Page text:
A within-trial economic evaluation of the SSaSS will be performed from a healthcare system perspective, considering costs and outcomes relevant to future policymaking, for example, subsidy for salt substitute. A cost-effectiveness analysis (CEA) and cost-utility analysis (CUA) will be conducted outlining the changes in outcomes and costs between the intervention and control conditions over the trial period.19 The resulting incremental cost-effectiveness ratio will be expressed as cost per cardiovascular event averted for CEA and cost per quality-adjusted life year (QALY) gained for CUA. Cost and outcomes will be discounted using 5% annual rate following Chinese guidelines for pharmacoeconomic evaluations.20
Measure of outcome
The primary measure of effectiveness for CEA will be stroke and other major adverse cardiac events averted. This information was collected every 6 months through face-to-face interview with participants in the first 2 years; then through routinely collected data from the health insurance registry as well as the mortality surveillance system. Additionally, all the events collected were adjudicated by an independent endpoint event adjudication committee with support from medical records.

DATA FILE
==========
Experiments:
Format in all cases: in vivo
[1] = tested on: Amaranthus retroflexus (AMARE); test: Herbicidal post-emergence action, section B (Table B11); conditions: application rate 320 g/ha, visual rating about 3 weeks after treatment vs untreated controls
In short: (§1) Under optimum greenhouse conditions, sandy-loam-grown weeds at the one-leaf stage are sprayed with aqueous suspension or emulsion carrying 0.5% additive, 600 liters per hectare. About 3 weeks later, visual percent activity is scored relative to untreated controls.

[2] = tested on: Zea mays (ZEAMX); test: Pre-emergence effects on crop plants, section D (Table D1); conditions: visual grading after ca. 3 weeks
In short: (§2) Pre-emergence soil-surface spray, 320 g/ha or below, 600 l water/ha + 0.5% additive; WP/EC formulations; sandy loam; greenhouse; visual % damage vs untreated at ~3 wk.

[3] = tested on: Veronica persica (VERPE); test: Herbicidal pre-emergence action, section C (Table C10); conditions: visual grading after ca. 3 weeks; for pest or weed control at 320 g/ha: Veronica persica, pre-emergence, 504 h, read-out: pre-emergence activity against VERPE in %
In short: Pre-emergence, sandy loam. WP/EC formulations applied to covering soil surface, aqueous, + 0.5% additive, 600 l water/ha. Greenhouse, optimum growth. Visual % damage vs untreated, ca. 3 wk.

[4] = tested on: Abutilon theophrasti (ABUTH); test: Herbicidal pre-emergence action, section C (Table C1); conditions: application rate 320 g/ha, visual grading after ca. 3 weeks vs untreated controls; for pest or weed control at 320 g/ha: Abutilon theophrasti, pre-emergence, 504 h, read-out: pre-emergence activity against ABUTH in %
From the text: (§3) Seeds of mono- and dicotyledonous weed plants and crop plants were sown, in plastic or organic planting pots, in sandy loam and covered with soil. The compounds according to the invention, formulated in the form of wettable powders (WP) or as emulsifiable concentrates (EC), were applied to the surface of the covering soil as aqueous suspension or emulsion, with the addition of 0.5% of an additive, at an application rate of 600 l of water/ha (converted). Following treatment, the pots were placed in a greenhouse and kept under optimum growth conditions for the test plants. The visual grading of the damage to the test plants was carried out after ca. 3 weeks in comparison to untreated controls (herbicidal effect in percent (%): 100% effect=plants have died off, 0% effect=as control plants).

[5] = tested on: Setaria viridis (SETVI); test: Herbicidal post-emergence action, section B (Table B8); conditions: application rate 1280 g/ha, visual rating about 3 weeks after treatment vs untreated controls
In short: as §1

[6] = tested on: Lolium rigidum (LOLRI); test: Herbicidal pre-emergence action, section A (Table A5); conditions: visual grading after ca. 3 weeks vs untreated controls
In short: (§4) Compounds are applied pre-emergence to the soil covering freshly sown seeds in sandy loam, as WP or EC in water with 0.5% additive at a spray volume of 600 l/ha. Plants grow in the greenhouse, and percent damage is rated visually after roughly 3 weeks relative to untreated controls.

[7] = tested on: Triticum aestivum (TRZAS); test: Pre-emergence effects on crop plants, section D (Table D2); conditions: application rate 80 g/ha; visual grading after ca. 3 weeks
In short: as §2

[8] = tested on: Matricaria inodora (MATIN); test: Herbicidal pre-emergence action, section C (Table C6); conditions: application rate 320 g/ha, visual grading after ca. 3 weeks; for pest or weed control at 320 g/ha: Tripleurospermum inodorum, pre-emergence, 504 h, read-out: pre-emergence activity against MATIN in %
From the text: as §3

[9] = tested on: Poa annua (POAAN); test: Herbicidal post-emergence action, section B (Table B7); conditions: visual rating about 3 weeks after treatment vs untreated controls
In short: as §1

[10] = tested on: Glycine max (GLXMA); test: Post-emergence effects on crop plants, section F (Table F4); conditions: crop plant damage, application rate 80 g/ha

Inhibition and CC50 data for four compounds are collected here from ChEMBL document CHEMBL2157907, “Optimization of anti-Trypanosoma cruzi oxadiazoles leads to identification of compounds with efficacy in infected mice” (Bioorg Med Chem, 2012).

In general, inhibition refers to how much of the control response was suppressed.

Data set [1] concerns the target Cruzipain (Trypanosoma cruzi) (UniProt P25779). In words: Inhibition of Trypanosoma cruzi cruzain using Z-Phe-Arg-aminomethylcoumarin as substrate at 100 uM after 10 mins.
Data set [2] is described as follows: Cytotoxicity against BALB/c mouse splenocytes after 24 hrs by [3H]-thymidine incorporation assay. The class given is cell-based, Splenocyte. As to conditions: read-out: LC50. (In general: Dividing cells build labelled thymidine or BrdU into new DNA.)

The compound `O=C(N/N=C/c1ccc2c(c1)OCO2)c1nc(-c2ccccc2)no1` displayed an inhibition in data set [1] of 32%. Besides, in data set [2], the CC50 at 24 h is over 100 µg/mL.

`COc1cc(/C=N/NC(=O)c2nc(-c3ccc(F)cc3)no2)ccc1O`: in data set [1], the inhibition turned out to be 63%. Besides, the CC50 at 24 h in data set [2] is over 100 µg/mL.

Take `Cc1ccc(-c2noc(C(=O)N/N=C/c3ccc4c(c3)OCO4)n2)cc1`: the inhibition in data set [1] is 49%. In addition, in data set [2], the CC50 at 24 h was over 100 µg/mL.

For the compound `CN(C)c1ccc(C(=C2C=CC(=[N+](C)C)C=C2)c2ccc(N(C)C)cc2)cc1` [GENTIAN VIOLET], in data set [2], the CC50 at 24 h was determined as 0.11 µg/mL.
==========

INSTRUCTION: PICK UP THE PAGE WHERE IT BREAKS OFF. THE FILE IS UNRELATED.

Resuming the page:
Health-related quality of life was measured using the EuroQol-5-Dimensions (EQ-5D-5L). The questionnaire comprises five dimensions: mobility, self-care, usual activities, pain/discomfort and anxiety/depression, and each dimension is described at five levels: no, slight, moderate, severe and extreme problems.21 Alongside the process indicators survey, EQ-5D-5L surveys were completed by a subset of the trial population at baseline, 12-month, 24-month, 36-month, 48-month follow-up; and by all alive participants at end-of-trial (60-month) follow-up. Responses to the EQ-5D-5L will be scored using preference value sets developed for the Chinese population,21 which will convert the five responses into a single preference-based index value, where a score of 1 represents perfect health and 0 indicates the dead health state.22 For participants who did not take part in the survey at each measurement point, EQ-5D-5L values will be imputed using a matching process based on gender, age, province and history of disease. QALYs gained over the trial period will be estimated for each individual by calculating the area under the quality of life curve.